Conference Coverage

Registry shows no increased cancer risk with biologics for psoriasis


 

EXPERT ANALYSIS FROM SDEF HAWAII DERMATOLOGY SEMINAR

References

WAIKOLOA, HAWAII – The latest update from the ongoing PSOLAR registry provides “very reassuring” evidence that the use of biologic agents to treat moderate to severe psoriasis doesn’t significantly increase malignancy risk other than for skin cancer, according to Dr. Kristina Callis Duffin.

Dr. Duffin of the department of dermatology at the University of Utah, Salt Lake City, cited a report presented by Dr. David Fiorentino, professor of dermatology at Stanford (Calif.) University, at the annual meeting of the European Academy of Dermatology and Venereology last October in Copenhagen. This update from the prospective international Psoriasis Longitudinal Assessment and Registry (PSOLAR) included 12,093 psoriasis patients deemed candidates for biologics, including 2,084 who did not go on a biologic agent while the rest did.

Dr. Kristina Callis Duffin jancin

Dr. Kristina Callis Duffin

During 40,388 patient-years of prospective follow-up, or an average of 3.3 years, 455 patients were diagnosed with a malignancy other than skin cancer. The cumulative malignancy rate was 0.75 cases per 100 patient-years in patients on nonbiologic therapies, which was not significantly different from the rates of 0.51 per 100 patient-years in participants who started on ustekinumab (Stelara) at enrollment, 0.81 in patients on infliximab (Remicade), or 0.73 per 100 patient-years in those on other biologics, Dr. Duffin said at the Hawaii Dermatology Seminar provided by Global Academy for Medical Education/Skin Disease Education Foundation.

“These are all very low rates,” commented Dr. Duffin.

The PSOLAR data are particularly valuable because the registry was set up specifically to prospectively examine the long-term safety and efficacy of biologic agents in psoriasis patients. In contrast, the landmark epidemiologic study led by Dr. Joel M. Gelfand of the University of Pennsylvania, Philadelphia, which concluded that mild psoriasis was associated with a 34% increased risk of lymphoma and that severe psoriasis carried a 59% greater risk than in nonpsoriatic controls (J Invest Dermatol. 2006 Oct;126[10]:2194-201), involved a retrospective analysis of the U.K. General Practice Research Database. And while that study had strength in numbers – it included more than 153,000 British psoriasis patients and nearly 800,000 controls – it wasn’t designed to look specifically at psoriasis patients.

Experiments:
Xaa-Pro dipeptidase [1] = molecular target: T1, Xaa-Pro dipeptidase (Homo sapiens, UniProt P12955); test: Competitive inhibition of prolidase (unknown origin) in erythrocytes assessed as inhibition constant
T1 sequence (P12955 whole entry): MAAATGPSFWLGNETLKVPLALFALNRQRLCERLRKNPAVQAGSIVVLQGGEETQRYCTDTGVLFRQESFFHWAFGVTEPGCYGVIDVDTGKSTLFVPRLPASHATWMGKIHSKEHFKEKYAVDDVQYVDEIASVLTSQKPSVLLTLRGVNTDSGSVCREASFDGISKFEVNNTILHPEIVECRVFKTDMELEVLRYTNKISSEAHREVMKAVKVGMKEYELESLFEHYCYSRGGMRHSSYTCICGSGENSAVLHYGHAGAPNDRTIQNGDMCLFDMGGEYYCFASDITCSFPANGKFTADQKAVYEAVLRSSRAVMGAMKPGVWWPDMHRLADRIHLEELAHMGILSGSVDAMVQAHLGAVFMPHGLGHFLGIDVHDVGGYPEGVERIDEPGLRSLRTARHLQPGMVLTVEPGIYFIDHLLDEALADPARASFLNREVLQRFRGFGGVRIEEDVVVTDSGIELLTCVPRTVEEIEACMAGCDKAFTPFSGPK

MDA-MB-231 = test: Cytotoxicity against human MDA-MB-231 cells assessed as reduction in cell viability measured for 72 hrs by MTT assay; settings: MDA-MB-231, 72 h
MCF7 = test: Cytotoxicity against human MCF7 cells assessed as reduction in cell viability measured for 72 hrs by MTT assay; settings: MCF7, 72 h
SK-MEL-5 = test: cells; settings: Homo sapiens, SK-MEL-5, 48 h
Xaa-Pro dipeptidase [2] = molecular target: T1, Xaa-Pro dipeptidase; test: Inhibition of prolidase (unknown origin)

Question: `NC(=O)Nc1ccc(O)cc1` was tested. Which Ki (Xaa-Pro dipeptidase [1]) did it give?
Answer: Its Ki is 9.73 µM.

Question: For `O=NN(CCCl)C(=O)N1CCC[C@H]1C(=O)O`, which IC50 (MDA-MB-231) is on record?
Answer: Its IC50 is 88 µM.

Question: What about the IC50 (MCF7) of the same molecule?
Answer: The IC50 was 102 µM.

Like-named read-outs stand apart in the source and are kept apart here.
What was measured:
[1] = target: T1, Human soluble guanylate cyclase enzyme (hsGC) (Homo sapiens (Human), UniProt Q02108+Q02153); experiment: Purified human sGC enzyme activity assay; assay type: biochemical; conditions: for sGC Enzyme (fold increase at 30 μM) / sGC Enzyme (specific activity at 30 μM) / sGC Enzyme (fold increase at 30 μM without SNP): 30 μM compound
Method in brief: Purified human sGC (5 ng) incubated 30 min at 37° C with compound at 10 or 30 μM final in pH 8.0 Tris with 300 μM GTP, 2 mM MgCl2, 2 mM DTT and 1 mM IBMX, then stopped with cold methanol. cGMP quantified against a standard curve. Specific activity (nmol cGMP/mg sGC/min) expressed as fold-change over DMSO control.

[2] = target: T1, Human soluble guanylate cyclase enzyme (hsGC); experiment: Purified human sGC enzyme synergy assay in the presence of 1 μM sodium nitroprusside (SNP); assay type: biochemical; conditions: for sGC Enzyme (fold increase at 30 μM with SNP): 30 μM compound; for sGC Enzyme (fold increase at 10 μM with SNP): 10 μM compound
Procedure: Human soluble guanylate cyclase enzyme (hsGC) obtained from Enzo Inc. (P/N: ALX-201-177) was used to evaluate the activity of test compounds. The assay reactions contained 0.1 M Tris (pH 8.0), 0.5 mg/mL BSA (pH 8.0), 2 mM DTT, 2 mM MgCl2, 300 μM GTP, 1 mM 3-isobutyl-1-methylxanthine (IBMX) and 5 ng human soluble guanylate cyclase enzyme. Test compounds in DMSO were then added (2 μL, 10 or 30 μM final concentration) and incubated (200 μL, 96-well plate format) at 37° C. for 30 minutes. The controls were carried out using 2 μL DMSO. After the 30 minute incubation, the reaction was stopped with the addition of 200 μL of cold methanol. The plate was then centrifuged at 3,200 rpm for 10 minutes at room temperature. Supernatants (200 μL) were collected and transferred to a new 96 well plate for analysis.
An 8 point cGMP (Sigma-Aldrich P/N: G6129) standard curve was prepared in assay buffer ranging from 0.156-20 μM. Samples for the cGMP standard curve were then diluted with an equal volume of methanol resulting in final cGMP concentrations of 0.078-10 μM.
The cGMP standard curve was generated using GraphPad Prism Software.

It’s reassuring that the lymphoma rate of 0.47 cases per 100 patient-years in patients with severe psoriasis in the U.K. registry during the prebiologics era is virtually identical to the rates associated with biologic agents in PSOLAR to date, which ranged from 0.3 to 0.5 cases per 100 patient-years, Dr. Duffin said.

The PSOLAR findings are worth sharing with patients. As a result of direct-to-consumer advertising by pharmaceutical companies, psoriasis patients are typically quite concerned about the risk of cancer associated with biologic agents, she added.

“They hear the comment in the ad that serious infections and malignancies have been reported in patients on these drugs as ‘these drugs increase the risk of malignancy.’ So where I start this conversation is, ‘Actually, patients with psoriasis do have some increased risk of malignancy, but those malignancies are mostly nonmelanoma skin cancers and lymphoproliferative diseases,’” the dermatologist explained.

Much of this risk is probably related to the fact that patients with moderate to severe psoriasis often have an extensive history of exposure to immunosuppressive agents such as cyclosporine as well as UV light therapies, which increase the risk of skin cancer.

“You also have to consider the fact that psoriasis patients tend to have a lot of smoking behaviors and alcohol behaviors that increase cancer risk,” Dr. Duffin continued.

In shared decision making regarding the option of biologic therapy in psoriasis patients having a history of cancer or who develop cancer while on a biologic, she likes to pose a question: What scares you more: the risk of your cancer coming back or not being able to have a good quality of life?

“That gets them thinking,” she said.

She stressed that as part of discussions regarding the risk/benefit profile of biologic therapy in an individual with a history of cancer, or of continuing a biologic in someone diagnosed with a malignancy while on treatment, it’s important for the dermatologist to talk with the patient’s oncologist, who is best positioned to provide insight into the risk of cancer recurrence.

Dr. Duffin is a recipient of research grants from and a consultant to Janssen, which sponsors the PSOLAR registry, as well as to more than half a dozen other pharmaceutical companies. SDEF and this news organization are owned by the same parent company.

bjancin@frontlinemedcom.com

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